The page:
President Adama Barrow proved that a ‘leader’s greatest victory is over his ego.’

To listen and understand; to question and disagree; to treat no proposition as sacred and no objection as impious; to be willing to entertain unpopular ideas and cultivate the habits of an open mind.

This is what encouraged me that President Adama Barrow should be applauded for his humility, his courage to accept to be referred to as “Mr. Adama Barrow, President of The Republic of The Gambia” not with long titles and insignia. 

Every great idea is just a spectacular disagreement with some other great idea.

Leadership is a choice. It is independent of position; it is an inside job. It is earned by action. It is transferable, and it is scalable. 

When we no longer feel challenged in our roles, when we find that we are big fish in small ponds, then we know that it is time to expand our leadership roles to the next level. 

Yes, to compromise, you need to understand your own opinion and have an ear for the opposing view, and when you do that, you can balance it out and make the best choices.

President Adama Barrow displayed modesty, faith in his endeavors to lead, and his leading begins with being shown. This is an apparent incidence of teaching us how to pray by accepting our limitations and frailties. It takes greatness to call yourself lowly. 

President Barrow does not want to be seen great with long titles, with the insignia of the highest grade of the Order. President Barrow has shown humility and acknowledges the virtues of significant limitation, the know-it attitude. 

Our politicians across the divide can heal our nation if they show just a little modesty and humility President Barrow manifested at the convocation at the University of The Gambia. 

“The University of The Gambia has tasked me, my government, and the people of The Gambia to maintain and keep improving on our Human Rights by honoring me with the Doctor of Laws and Human Rights (Honoris Causa). Thank you for the recognition”. President Barrow added, “I will maintain my name and would like to be referred to as Mr. Adama Barrow, President of the Republic of The Gambia.”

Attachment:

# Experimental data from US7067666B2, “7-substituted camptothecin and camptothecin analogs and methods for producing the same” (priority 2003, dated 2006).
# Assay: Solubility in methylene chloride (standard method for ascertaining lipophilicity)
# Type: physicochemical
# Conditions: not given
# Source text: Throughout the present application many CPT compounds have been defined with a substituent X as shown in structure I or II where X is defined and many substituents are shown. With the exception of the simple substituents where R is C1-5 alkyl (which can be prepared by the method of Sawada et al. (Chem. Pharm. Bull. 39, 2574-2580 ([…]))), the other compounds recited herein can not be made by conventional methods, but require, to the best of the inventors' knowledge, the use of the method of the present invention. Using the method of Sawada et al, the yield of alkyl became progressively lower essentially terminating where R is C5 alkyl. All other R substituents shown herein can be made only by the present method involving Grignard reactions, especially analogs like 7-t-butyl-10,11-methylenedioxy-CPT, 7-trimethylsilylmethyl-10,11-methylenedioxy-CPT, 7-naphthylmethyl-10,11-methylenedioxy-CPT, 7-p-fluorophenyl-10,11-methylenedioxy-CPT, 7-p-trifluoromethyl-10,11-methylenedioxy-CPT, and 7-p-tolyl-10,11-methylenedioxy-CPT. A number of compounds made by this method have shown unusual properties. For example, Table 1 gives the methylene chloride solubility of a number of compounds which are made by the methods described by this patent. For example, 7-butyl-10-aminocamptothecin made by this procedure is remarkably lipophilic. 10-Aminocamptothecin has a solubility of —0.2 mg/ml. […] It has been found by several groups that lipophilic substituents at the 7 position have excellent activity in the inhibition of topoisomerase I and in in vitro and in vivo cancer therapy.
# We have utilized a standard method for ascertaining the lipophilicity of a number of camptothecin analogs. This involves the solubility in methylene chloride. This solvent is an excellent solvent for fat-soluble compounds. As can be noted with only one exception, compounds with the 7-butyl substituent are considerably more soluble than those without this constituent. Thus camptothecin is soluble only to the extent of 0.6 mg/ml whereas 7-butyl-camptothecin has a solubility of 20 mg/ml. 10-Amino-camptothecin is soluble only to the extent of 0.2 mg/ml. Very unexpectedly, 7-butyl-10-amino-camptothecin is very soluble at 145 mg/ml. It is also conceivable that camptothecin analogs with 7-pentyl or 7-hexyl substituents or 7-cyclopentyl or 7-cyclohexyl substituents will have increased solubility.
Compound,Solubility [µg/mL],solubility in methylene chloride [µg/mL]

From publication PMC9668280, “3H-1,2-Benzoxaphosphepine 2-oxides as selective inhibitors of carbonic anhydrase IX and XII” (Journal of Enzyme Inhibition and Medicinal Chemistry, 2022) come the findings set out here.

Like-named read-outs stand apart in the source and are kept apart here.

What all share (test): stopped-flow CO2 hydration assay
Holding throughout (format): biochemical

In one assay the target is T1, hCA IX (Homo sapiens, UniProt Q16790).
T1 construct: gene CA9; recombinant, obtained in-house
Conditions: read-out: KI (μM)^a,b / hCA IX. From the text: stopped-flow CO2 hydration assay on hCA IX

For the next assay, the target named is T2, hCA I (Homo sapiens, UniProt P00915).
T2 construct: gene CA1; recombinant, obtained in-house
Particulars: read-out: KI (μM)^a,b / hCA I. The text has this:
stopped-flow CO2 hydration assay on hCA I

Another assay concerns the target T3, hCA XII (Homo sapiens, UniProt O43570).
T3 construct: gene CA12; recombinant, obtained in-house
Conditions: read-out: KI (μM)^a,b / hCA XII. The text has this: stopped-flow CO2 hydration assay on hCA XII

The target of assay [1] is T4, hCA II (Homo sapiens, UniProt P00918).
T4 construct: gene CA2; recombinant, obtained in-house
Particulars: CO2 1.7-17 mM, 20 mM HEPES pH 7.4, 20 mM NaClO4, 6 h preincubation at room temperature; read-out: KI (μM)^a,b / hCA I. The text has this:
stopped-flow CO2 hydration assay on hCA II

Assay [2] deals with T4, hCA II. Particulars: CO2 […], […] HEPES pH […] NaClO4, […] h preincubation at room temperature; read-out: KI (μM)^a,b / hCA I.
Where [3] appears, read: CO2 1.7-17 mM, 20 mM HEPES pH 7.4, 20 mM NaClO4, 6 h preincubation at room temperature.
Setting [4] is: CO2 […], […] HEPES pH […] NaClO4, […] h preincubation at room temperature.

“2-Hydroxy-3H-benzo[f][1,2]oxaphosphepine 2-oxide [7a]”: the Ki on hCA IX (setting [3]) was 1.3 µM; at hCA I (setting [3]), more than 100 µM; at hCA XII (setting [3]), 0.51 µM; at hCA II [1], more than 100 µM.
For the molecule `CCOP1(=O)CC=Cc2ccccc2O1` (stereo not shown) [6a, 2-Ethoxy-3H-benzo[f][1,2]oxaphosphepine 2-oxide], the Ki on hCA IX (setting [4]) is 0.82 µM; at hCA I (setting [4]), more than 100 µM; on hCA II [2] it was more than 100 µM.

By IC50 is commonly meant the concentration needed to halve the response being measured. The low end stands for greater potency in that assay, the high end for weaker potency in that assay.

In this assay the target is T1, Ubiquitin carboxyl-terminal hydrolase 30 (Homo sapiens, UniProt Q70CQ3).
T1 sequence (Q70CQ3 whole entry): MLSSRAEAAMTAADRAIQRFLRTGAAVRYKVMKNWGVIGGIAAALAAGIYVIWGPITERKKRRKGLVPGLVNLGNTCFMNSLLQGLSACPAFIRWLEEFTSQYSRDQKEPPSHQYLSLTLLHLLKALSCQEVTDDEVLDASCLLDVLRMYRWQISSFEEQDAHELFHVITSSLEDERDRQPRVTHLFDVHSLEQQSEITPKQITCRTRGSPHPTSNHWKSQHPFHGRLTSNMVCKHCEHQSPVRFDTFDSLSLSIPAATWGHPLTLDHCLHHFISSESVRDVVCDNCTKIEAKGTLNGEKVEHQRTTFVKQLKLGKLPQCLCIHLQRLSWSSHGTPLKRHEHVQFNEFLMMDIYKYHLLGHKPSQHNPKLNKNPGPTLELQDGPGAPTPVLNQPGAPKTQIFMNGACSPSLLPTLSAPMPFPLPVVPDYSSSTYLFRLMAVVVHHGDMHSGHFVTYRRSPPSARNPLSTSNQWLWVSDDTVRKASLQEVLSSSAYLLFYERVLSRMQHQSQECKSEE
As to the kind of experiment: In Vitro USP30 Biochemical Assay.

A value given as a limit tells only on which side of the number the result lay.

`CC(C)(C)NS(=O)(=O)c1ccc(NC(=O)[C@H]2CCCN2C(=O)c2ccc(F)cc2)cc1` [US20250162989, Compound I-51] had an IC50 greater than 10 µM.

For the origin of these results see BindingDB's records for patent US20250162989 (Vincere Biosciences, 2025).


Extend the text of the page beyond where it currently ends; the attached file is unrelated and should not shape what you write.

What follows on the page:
President Barrow has a unique ability to connect earthly, daily activities to aspirational dreams for a more fantastic future and has told countless stories to connect emotionally with others who are separated from us by distance and time. 

It is fair to say his abilities are rare.

President Barrow has joined the extensive list of all great men and women of reputation that have been honored with several honorary doctorates, and you will tell me that they do not self-aggrandize about it. 

For example, Nelson Mandela had over ten honorary doctorates. As the world bade farewell to this great son of Africa, he was still addressed as Mr. Mandela. Robert Mugabe had read for over six degrees and has been awarded several honorary doctorates, but he prefers being addressed as Mr. Mugabe. 

Others that have honorary doctorates but are too self-respecting to want to be called “Dr” include Barack Obama and Thabo Mbeki. So, drop this “Dr. Bishop, Professor, Sheikh thing; it is eroding the integrity of our education system.

It is a good thing that men and women in this country get recognised for their contribution to society in the fields of their choosing, such as politics, health, human rights, etc. 

Some of these are recognised through awards of honorary doctorates by different institutions. The credibility or lack thereof of such institutions is not in my place to say for now. It is fair enough that one must be recognized for their efforts, and they must be duly congratulated.

Curiously, this seems to be more rampant in the Gambia, especially among political leaders; for example, former President Jammeh has the longest title and insignia in history, “His Excellency, President, Colonel, Doctor, Sheikh Nasiruddin Alhaji A. J.J Yahya, Babili Mansa Jammeh.”